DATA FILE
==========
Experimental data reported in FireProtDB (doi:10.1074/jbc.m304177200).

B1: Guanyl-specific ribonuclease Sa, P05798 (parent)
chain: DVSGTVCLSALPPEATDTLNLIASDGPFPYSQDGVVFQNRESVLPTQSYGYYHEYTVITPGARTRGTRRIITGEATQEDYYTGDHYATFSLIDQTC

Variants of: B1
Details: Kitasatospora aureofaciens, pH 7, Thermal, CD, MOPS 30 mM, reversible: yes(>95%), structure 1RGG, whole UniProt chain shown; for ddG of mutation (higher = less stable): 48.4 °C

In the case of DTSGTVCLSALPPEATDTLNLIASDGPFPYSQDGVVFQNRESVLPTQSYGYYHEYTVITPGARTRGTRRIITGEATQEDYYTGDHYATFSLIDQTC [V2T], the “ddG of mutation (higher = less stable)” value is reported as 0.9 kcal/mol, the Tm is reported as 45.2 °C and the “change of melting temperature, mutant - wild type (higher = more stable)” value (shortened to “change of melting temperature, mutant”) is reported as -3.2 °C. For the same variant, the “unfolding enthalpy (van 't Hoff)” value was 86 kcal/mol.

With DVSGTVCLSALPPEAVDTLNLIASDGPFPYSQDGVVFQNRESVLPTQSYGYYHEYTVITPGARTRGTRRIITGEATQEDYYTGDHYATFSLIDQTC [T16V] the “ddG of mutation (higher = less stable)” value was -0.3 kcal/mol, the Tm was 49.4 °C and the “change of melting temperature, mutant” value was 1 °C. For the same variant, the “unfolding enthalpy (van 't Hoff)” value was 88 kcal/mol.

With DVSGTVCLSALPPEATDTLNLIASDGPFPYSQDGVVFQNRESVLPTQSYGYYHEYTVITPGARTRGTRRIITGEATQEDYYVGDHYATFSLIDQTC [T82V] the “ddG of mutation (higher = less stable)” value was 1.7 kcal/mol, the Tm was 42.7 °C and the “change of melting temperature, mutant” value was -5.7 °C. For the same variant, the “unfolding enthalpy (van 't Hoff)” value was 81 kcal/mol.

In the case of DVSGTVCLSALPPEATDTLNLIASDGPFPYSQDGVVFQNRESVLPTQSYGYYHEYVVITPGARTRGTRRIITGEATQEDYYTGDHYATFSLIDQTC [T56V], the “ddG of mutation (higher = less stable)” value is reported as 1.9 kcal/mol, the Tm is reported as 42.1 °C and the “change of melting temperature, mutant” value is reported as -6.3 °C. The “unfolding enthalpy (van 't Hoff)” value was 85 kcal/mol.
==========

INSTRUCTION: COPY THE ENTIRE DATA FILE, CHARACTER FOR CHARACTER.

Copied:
Experimental data reported in FireProtDB (doi:10.1074/jbc.m304177200).

B1: Guanyl-specific ribonuclease Sa, P05798 (parent)
chain: DVSGTVCLSALPPEATDTLNLIASDGPFPYSQDGVVFQNRESVLPTQSYGYYHEYTVITPGARTRGTRRIITGEATQEDYYTGDHYATFSLIDQTC

Variants of: B1
Details: Kitasatospora aureofaciens, pH 7, Thermal, CD, MOPS 30 mM, reversible: yes(>95%), structure 1RGG, whole UniProt chain shown; for ddG of mutation (higher = less stable): 48.4 °C

In the case of DTSGTVCLSALPPEATDTLNLIASDGPFPYSQDGVVFQNRESVLPTQSYGYYHEYTVITPGARTRGTRRIITGEATQEDYYTGDHYATFSLIDQTC [V2T], the “ddG of mutation (higher = less stable)” value is reported as 0.9 kcal/mol, the Tm is reported as 45.2 °C and the “change of melting temperature, mutant - wild type (higher = more stable)” value (shortened to “change of melting temperature, mutant”) is reported as -3.2 °C. For the same variant, the “unfolding enthalpy (van 't Hoff)” value was 86 kcal/mol.

With DVSGTVCLSALPPEAVDTLNLIASDGPFPYSQDGVVFQNRESVLPTQSYGYYHEYTVITPGARTRGTRRIITGEATQEDYYTGDHYATFSLIDQTC [T16V] the “ddG of mutation (higher = less stable)” value was -0.3 kcal/mol, the Tm was 49.4 °C and the “change of melting temperature, mutant” value was 1 °C. For the same variant, the “unfolding enthalpy (van 't Hoff)” value was 88 kcal/mol.

With DVSGTVCLSALPPEATDTLNLIASDGPFPYSQDGVVFQNRESVLPTQSYGYYHEYTVITPGARTRGTRRIITGEATQEDYYVGDHYATFSLIDQTC [T82V] the “ddG of mutation (higher = less stable)” value was 1.7 kcal/mol, the Tm was 42.7 °C and the “change of melting temperature, mutant” value was -5.7 °C. For the same variant, the “unfolding enthalpy (van 't Hoff)” value was 81 kcal/mol.

In the case of DVSGTVCLSALPPEATDTLNLIASDGPFPYSQDGVVFQNRESVLPTQSYGYYHEYVVITPGARTRGTRRIITGEATQEDYYTGDHYATFSLIDQTC [T56V], the “ddG of mutation (higher = less stable)” value is reported as 1.9 kcal/mol, the Tm is reported as 42.1 °C and the “change of melting temperature, mutant” value is reported as -6.3 °C. The “unfolding enthalpy (van 't Hoff)” value was 85 kcal/mol.